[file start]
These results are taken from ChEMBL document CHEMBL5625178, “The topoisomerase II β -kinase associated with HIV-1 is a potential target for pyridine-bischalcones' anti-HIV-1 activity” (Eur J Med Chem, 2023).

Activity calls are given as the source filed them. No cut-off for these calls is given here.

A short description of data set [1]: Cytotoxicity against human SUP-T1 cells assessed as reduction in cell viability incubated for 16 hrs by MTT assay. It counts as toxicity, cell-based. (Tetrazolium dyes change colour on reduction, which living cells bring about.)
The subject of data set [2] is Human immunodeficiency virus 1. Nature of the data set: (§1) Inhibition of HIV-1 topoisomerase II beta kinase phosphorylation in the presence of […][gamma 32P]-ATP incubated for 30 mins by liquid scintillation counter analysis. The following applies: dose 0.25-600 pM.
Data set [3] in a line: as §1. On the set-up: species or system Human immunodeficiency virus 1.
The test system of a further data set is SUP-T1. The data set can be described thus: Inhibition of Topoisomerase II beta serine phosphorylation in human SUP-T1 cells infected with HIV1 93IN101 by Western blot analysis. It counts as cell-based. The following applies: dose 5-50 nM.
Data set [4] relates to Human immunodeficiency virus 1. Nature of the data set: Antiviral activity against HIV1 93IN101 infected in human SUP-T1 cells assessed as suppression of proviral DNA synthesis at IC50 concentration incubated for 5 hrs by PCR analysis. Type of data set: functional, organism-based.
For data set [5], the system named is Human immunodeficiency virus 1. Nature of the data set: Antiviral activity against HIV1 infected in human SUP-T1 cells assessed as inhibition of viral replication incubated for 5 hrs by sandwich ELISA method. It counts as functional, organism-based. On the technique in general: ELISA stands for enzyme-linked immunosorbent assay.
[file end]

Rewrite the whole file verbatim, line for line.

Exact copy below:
These results are taken from ChEMBL document CHEMBL5625178, “The topoisomerase II β -kinase associated with HIV-1 is a potential target for pyridine-bischalcones' anti-HIV-1 activity” (Eur J Med Chem, 2023).

Activity calls are given as the source filed them. No cut-off for these calls is given here.

A short description of data set [1]: Cytotoxicity against human SUP-T1 cells assessed as reduction in cell viability incubated for 16 hrs by MTT assay. It counts as toxicity, cell-based. (Tetrazolium dyes change colour on reduction, which living cells bring about.)
The subject of data set [2] is Human immunodeficiency virus 1. Nature of the data set: (§1) Inhibition of HIV-1 topoisomerase II beta kinase phosphorylation in the presence of […][gamma 32P]-ATP incubated for 30 mins by liquid scintillation counter analysis. The following applies: dose 0.25-600 pM.
Data set [3] in a line: as §1. On the set-up: species or system Human immunodeficiency virus 1.
The test system of a further data set is SUP-T1. The data set can be described thus: Inhibition of Topoisomerase II beta serine phosphorylation in human SUP-T1 cells infected with HIV1 93IN101 by Western blot analysis. It counts as cell-based. The following applies: dose 5-50 nM.
Data set [4] relates to Human immunodeficiency virus 1. Nature of the data set: Antiviral activity against HIV1 93IN101 infected in human SUP-T1 cells assessed as suppression of proviral DNA synthesis at IC50 concentration incubated for 5 hrs by PCR analysis. Type of data set: functional, organism-based.
For data set [5], the system named is Human immunodeficiency virus 1. Nature of the data set: Antiviral activity against HIV1 infected in human SUP-T1 cells assessed as inhibition of viral replication incubated for 5 hrs by sandwich ELISA method. It counts as functional, organism-based. On the technique in general: ELISA stands for enzyme-linked immunosorbent assay.